7 votes

A Comment Is An Invitation For Refactoring

40 comments

  1. [17]
    anahata
    Link
    This is the kind of absolutionist programming guidance that seems to come from the programmer (autistic?) personality type of trying to simplify a complex thing (here, an entire technical field)...

    This is the kind of absolutionist programming guidance that seems to come from the programmer (autistic?) personality type of trying to simplify a complex thing (here, an entire technical field) into simple, easy to follow rules. It's not that simple. I really don't see the value in making the developer read some other function / method, losing the mental context they've established in the middle of the code they're already reading, because some wotsit is an exceptional case. These suggestions don't make sense to me and I can't work out how they make code better.

    A lot of this post seems to come from the perspective of someone working with extremely junior developers (for whom absolutist rules like this have a small amount of currency) and given that he works at Uber as an engineering manager, it seems like that may be the case.

    15 votes
    1. [10]
      NaraVara
      (edited )
      Link Parent
      Maybe this is because I’m completely self-taught and only ever worked on solo projects where my managers hadn’t the foggiest notion about what kind of witchcraft I was up to. But am I the only one...

      Maybe this is because I’m completely self-taught and only ever worked on solo projects where my managers hadn’t the foggiest notion about what kind of witchcraft I was up to.

      But am I the only one who learned to comment my code such that once you strip the code out it should read like a technical manual explaining exactly what each thing is doing? It is often useful for me to look back on something I did forever ago and remember what I was thinking each step of the way since I was often figuring it out as I went along. That certainly is an invitation to refactor, but it also just seems like good hygiene for documentation.

      Especially once you start including references to other things, I don’t see how you get away with not having legible comments in the code explaining what all you’re pointing to. I noticed a similar thing in a question posed to some John Siracusa podcast where someone asked him whether comments are a “code smell” and Siracusa was completely baffled, as was I. LACK of comments, to me, implies a rushed job by someone who doesn’t care about long-term maintenance. That’s the real code smell isn’t it? Maybe this comes from my background in social science research where you bring the mentality of a lab notebook to your code.

      9 votes
      1. [5]
        skybrian
        Link Parent
        The way I approach this is to think about the expected reader. For example, if you're writing a programming tutorial for someone who is learning a programming language, you might comment on...

        The way I approach this is to think about the expected reader. For example, if you're writing a programming tutorial for someone who is learning a programming language, you might comment on interesting language constructs or programming idioms that they're probably not familiar with.

        That gets seen as clutter by people who are fluent in the programming language. We tend to see the comments as supplementing the code, not duplicating it. But comments giving context about why the code is the way it is, giving references to algorithms, and so on, are always welcome. In particular, you want to comment on things that look like they might just be a mistake, but were done that way for a reason. Otherwise, someone might try to fix the "mistake" and break something.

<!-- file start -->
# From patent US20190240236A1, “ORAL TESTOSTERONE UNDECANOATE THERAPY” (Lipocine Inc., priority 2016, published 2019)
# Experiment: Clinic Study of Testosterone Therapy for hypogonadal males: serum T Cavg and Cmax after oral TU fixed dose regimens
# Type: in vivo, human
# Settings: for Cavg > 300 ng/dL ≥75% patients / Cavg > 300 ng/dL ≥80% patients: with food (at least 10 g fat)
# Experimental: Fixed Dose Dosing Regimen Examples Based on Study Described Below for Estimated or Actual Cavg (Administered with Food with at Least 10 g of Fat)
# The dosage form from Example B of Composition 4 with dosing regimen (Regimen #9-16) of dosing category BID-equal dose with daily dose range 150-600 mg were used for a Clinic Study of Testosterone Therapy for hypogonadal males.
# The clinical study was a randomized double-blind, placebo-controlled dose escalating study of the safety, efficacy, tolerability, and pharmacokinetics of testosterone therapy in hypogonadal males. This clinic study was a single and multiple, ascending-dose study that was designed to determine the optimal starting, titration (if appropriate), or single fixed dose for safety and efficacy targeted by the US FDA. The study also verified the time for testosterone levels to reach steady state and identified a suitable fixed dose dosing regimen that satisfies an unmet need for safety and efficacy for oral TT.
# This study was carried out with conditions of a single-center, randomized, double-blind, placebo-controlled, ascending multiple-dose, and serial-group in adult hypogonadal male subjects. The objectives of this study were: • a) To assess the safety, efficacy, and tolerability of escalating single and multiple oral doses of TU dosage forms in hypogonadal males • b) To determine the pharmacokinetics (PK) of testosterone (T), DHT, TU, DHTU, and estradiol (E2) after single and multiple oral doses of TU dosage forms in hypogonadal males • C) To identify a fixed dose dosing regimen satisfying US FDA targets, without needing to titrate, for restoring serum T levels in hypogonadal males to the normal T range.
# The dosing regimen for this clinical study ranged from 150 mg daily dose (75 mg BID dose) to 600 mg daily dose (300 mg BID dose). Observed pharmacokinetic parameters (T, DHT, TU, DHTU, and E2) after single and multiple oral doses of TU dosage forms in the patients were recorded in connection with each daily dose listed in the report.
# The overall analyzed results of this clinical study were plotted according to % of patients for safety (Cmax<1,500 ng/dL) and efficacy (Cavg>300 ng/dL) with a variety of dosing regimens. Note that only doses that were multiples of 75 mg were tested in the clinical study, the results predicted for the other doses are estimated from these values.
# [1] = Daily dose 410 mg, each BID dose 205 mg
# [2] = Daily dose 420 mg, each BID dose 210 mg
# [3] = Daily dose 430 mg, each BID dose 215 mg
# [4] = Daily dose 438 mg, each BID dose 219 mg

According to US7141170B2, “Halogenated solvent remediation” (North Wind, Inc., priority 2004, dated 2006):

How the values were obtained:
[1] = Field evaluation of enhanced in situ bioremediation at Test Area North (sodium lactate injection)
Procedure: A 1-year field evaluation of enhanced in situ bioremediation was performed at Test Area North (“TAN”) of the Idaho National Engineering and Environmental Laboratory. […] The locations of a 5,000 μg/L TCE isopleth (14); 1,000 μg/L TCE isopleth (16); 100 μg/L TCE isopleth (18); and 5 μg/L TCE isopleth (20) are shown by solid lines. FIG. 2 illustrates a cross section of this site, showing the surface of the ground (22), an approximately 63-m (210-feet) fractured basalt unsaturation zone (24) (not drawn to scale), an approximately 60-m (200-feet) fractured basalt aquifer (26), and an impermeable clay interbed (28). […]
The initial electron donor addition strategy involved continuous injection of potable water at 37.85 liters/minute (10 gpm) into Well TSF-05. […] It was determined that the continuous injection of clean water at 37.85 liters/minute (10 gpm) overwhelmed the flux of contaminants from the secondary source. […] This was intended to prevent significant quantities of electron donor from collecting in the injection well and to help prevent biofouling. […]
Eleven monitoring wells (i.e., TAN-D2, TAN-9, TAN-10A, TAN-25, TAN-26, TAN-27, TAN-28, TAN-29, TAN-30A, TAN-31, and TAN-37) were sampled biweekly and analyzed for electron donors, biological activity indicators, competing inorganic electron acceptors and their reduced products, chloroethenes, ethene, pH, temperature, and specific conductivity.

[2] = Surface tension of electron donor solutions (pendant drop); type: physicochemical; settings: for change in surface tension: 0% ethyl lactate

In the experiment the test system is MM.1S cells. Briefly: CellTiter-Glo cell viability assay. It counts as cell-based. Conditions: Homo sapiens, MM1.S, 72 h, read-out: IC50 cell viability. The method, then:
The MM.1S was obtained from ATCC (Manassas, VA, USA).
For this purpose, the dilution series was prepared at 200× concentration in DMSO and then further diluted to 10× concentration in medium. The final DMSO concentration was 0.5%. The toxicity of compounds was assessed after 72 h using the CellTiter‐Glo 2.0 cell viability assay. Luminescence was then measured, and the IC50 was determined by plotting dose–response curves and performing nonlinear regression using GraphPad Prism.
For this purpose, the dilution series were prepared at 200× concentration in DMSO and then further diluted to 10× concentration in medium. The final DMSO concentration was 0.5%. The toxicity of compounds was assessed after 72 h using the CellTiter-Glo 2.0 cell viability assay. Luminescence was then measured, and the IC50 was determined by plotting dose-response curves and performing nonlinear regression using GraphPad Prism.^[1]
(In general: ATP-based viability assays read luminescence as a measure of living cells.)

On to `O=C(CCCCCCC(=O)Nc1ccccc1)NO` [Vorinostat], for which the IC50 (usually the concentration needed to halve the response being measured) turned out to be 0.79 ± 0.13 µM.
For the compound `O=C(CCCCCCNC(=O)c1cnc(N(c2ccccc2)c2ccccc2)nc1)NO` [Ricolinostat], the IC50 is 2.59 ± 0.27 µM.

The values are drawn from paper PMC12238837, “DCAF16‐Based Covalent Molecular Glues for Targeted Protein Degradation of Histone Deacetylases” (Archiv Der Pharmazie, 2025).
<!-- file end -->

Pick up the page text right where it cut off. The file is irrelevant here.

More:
The same is true of domain knowledge. A domain expert might consider certain things obvious, but if you assume that the reader knows the programming language but nothing about the domain, then you'd want to explain them. This helps programmers that are new to the project get started.

        I'm not sure the idea of reading the comments without the code makes much sense to the profressional programmer, since we are usually reading the comments in-context and we want to avoid duplication. But this doesn't apply to API comments like JavaDoc or Python's docstrings, where often the idea is that the reader of the API documentation for a function shouldn't have to look at how the function is implemented.

        11 votes
        1. [4]
          9000
          Link Parent
          I think it also depends on the kind of churn you expect your project to have. Because, like you said, domain experts don't need comments. So, if you're working with the same code day in and day...

          I think it also depends on the kind of churn you expect your project to have. Because, like you said, domain experts don't need comments. So, if you're working with the same code day in and day out such that you become a domain expert, you might find all comments to be unnecessary. But, even another competent programmer (or, your future self) might not have the context that makes it clear. Sure, you can have variable and function names that are a sentence long (especially if you use an IDE), but sometimes it's just more clear and ergonomic to use shorter names and have a comment that explains their relationship. Or, keep more lines of code in the same function and leave an inline comment to group them without as much boilerplate as a new function (and thus, without forcing the reader to CTRL-f back and forth to understand what's going on).

          For instance, I don't like the first example. I'd rather just leave the context in the function. Otherwise, if I wanted to change something, I have to search through a deep callstack to understand what's going on. Why create a function if you're not planning on reusing the code? If it's just to name what's going on, that seems wasteful of line space and mental real estate.